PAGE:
I’ve been trying to find good ways for us to block SEO agency bots like Ahrefs and SEMrush, plus the 15 new ones that have popped up in the last year.
I’ll be damned if I will allow those agencies to continue chewing up my hosting resources only to give my site’s SEO data to my competition!!
Oh, hell no!!!
Now, if you use one of those paid services, of course you want them to have access to your site, and all of your competition!!
And that’s why this new feature is so wonderful, because you can tailor it to your needs.
I’ve been using AWStats in cPanel to see these bot hits, and managing them manually is a whack-a-mole game you can’t win.
And we need a LOT of help to try to better identify the Unknown bots, as I have seen Pinterest bots get lumped into that.
So, in the coming weeks I’ll be testing this on my own sites and watching my AWStats alongside the report in Cloudflare to figure out the best settings for us to use.
And then I’ll ask for volunteers from my BB Hub folks, which is the private member area for my site audit clients, to test it on their accounts.
My highest money-making clients do data mining every day and watch their analytics and other site metrics like a hawk. So, this bot watching won’t be hard for them to do at all.
I’ll keep you posted on how it goes.
For now, I would advise not turning it on as you could hurt your SEO or your money makers with it.
Let us do the proper testing and data gathering first.
Matt Mullenweg, the co-founder of WordPress, and the head of Automattic, the parent company of WordPress, decided that his strong preference for distraction-free writing should be the default in Gutenberg.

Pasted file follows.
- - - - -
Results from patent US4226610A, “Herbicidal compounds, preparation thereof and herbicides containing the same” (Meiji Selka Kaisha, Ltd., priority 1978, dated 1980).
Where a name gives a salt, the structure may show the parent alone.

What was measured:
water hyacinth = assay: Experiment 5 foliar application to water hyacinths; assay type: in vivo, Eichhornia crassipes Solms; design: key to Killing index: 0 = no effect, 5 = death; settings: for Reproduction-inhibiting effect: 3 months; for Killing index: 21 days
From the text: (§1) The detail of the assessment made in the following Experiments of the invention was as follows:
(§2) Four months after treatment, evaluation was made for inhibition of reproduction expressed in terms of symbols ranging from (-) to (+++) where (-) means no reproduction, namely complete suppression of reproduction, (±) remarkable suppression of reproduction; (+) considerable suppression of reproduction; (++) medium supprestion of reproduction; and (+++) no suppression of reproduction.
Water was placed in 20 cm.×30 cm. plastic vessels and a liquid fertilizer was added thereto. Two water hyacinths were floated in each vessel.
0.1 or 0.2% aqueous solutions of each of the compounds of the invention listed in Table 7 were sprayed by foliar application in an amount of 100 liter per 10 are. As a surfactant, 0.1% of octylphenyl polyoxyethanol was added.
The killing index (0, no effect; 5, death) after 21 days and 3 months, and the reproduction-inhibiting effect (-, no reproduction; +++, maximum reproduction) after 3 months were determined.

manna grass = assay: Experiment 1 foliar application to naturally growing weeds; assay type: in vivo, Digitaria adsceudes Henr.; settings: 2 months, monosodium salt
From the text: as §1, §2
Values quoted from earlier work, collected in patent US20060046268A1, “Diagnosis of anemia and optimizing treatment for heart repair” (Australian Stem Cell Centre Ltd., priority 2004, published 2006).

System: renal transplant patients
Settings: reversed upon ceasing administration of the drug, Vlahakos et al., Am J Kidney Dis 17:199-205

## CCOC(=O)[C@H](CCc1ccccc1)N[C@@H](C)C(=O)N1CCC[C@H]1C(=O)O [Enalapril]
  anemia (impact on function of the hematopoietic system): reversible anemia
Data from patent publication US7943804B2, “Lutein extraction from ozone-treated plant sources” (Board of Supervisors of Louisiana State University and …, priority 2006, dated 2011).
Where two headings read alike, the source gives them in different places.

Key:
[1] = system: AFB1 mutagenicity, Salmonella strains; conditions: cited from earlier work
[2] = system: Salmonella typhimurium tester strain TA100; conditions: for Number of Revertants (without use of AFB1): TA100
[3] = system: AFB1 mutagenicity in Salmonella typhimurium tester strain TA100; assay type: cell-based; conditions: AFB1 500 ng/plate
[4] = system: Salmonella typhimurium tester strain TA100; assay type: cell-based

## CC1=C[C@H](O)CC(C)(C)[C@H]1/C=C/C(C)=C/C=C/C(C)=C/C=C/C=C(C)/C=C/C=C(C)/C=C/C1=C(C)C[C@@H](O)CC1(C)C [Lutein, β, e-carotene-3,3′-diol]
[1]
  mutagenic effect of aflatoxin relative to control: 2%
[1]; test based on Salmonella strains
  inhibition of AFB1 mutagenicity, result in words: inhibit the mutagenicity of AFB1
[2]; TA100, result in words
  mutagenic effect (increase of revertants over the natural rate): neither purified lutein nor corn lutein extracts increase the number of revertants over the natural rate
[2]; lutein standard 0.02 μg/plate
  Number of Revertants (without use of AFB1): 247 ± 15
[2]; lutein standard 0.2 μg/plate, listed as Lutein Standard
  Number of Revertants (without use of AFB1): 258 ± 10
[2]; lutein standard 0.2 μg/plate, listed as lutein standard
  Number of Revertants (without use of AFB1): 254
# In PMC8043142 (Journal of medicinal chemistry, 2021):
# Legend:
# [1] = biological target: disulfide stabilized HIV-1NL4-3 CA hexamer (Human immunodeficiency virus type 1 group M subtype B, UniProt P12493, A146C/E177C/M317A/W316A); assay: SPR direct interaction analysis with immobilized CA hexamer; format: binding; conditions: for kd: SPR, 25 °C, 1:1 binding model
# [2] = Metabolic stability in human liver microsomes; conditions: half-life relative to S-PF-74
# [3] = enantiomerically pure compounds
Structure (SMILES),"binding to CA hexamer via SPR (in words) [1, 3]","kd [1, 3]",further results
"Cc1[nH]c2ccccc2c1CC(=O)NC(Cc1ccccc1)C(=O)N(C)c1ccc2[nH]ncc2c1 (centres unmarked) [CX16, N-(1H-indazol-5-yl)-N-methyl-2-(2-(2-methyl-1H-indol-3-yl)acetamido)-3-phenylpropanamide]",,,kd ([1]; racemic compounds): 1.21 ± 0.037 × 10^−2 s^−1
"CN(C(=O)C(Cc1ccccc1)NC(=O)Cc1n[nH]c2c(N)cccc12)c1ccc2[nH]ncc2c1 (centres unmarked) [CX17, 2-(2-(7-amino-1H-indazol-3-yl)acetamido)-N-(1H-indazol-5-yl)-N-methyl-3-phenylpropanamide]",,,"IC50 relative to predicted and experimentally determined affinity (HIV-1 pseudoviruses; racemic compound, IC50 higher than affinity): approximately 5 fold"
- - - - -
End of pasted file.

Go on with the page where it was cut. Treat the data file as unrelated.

And he forced the WP dev team to include that default in a previous WP release even after they had announced the Release Candidate, which means no new changes, just bug fixes, prior to the public release.
That broke an unwritten sacred rule in the dev cycle, and nobody but Matt was happy about it.
To make matters worse, the Full Screen edit mode that delivers this distraction-free writing experience is not a user-based option that is held in the database.
Other user preferences are held there, like the color scheme of your admin pages, or how you have your screen options set for each admin page. This makes them persistent across any browser or app you use to log into WordPress.
But instead of doing this Full Screen mode thing that way, they made it a cookie in the current browser that you are using. That’s why it can jump back to that default unexpectedly.
I’ve even seen it jump to Full Screen editing mode while I’m working on a post, depending on what I click in the editor.
It makes me crazy!!!!!